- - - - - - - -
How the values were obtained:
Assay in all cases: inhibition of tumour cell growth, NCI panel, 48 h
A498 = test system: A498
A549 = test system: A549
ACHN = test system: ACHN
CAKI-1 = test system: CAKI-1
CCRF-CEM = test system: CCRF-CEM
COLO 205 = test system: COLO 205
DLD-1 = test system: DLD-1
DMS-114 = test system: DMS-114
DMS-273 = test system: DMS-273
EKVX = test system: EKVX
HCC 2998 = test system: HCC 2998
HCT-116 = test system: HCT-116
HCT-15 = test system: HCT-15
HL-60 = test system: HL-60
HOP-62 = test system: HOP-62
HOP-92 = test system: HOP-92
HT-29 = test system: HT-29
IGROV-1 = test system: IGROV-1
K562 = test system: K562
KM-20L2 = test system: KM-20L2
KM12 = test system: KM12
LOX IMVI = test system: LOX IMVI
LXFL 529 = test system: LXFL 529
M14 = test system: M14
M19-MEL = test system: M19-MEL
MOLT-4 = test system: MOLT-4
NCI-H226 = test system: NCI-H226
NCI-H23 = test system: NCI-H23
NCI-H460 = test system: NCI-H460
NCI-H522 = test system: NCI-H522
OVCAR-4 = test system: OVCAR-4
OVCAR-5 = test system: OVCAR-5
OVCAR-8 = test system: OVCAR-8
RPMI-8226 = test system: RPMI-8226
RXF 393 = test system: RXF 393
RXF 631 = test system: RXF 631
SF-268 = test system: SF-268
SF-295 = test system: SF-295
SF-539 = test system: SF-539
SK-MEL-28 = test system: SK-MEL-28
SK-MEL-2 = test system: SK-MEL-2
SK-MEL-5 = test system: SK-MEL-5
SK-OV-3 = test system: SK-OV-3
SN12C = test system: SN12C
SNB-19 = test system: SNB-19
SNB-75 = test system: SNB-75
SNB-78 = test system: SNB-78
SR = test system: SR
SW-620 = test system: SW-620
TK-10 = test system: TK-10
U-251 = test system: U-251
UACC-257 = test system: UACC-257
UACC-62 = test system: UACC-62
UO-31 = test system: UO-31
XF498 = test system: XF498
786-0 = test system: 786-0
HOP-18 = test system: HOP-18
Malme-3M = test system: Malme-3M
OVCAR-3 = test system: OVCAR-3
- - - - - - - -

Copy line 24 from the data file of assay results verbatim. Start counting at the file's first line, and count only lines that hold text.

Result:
LOX IMVI = test system: LOX IMVI